Biiirrrruhhh. Do you hear that sound? That's the sound of silence. That's the sound of all electrical appliances coming to a grinding halt. In my case, that was the sound that greeted me early in the morning as my ceiling fan shut off. We had experienced a heavy rainfall the night before, which resulted in an unfortunate power outage. To make matters worse, we were expecting over twenty guests later that evening to celebrate Father's Day.
Cassie and I immediately started whatever prep work we could do in anticipation of our Father's Day feast. The menu included roasted bell peppers, eggplant with mint and feta cheese, potatoes with rosemary and garlic, hot tomatoes, lemon grilled salmon, and roasted chicken. While Cassie nervously watched the clock, I for some reason had blind faith that the electricity would turn on at some point and all would be well. My confidence was further buoyed by the fact that most of my cooking would take place on the outdoor grill.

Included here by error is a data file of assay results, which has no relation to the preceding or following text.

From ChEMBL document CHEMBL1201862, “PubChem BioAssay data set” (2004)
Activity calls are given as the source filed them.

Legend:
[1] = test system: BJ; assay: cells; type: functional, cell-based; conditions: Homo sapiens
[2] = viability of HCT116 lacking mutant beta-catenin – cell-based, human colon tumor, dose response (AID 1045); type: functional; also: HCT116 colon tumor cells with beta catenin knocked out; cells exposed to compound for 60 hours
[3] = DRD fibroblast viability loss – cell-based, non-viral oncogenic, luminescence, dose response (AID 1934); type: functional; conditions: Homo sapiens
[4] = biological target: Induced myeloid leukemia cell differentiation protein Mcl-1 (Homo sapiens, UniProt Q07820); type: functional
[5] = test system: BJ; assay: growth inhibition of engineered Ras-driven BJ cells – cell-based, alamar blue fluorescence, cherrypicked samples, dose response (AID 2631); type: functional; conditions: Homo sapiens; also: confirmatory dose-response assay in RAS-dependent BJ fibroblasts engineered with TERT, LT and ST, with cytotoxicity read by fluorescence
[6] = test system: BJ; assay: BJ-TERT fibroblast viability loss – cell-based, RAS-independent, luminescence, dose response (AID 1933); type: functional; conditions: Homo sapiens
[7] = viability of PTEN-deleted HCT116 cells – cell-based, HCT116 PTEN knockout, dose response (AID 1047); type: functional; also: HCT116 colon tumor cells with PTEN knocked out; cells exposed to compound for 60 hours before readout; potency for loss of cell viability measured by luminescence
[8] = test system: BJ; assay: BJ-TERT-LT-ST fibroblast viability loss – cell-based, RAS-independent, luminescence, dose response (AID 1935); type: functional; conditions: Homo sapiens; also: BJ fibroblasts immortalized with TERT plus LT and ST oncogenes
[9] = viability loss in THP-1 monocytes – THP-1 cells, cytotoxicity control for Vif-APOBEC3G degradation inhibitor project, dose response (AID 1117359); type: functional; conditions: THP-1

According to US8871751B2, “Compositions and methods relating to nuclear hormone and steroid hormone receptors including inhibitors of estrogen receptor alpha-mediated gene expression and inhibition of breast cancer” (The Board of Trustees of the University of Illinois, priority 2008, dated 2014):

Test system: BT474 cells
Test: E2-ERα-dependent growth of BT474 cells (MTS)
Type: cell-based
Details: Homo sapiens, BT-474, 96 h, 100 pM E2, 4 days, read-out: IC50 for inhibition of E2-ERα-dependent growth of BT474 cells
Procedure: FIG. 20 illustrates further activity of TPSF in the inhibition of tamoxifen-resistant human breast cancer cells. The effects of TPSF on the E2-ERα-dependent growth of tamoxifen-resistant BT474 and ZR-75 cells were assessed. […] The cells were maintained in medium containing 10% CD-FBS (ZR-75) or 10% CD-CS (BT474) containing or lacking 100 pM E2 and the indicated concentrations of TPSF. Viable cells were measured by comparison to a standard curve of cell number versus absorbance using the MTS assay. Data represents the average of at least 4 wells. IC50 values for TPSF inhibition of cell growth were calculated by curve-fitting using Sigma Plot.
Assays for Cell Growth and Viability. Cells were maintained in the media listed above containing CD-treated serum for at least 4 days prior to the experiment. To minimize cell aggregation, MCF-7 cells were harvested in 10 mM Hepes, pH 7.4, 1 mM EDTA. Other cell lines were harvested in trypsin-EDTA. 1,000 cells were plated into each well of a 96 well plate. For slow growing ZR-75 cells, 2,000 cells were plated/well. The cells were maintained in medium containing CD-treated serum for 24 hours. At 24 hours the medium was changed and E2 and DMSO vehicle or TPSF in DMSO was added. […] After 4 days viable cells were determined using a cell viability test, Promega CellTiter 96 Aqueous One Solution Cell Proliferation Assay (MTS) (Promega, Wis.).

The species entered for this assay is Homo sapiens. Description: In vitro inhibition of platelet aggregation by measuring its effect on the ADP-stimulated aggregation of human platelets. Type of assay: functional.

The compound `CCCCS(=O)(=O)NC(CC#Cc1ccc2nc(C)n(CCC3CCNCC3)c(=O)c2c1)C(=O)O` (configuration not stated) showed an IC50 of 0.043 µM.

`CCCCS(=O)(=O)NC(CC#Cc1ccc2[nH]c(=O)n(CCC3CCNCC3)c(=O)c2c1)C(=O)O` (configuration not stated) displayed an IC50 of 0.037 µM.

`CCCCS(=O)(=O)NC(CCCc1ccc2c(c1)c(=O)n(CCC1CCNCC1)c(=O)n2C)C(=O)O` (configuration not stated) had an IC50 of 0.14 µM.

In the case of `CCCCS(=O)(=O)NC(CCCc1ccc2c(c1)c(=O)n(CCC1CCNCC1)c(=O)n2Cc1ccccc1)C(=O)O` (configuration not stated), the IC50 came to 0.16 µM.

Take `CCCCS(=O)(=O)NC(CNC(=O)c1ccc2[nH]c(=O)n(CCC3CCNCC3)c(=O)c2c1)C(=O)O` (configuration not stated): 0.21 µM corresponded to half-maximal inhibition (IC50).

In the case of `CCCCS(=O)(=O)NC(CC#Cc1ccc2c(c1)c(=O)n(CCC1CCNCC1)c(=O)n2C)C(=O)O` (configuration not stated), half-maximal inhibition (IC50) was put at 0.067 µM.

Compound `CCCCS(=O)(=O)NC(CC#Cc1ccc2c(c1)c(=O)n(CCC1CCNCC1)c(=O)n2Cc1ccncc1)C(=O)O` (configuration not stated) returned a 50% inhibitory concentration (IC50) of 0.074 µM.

Since I couldn't use the electric oven, I was forced to improvise and roast my chicken using my Weber grill. In order to do that, I bought a six-pack of beer to make beer can chicken. What is beer can chicken? It is quite simply one of the most entertaining ways to roast chicken. A half-filled can of beer is lovingly and gently placed into the cavity of a four pound chicken. The can, along with the extended chicken legs, serve as a tripod so the bird can be roasted vertically under indirect heat.
I know what you may be thinking. I served beer can chicken to my kids? Yes. Yes, I did. The beer itself never reaches a boiling point, so it doesn't contribute any alcohol flavor to the chicken. In fact, after I had finished roasting the chicken for two hours, the can of beer was full of liquid--a mixture of the retained beer, juices, and fat from the bird. Try making beer can chicken this Independence Day. Your kids will love seeing the bird standing up on its legs. Even better, they'll love the way this chicken tastes. Happy Fourth of July!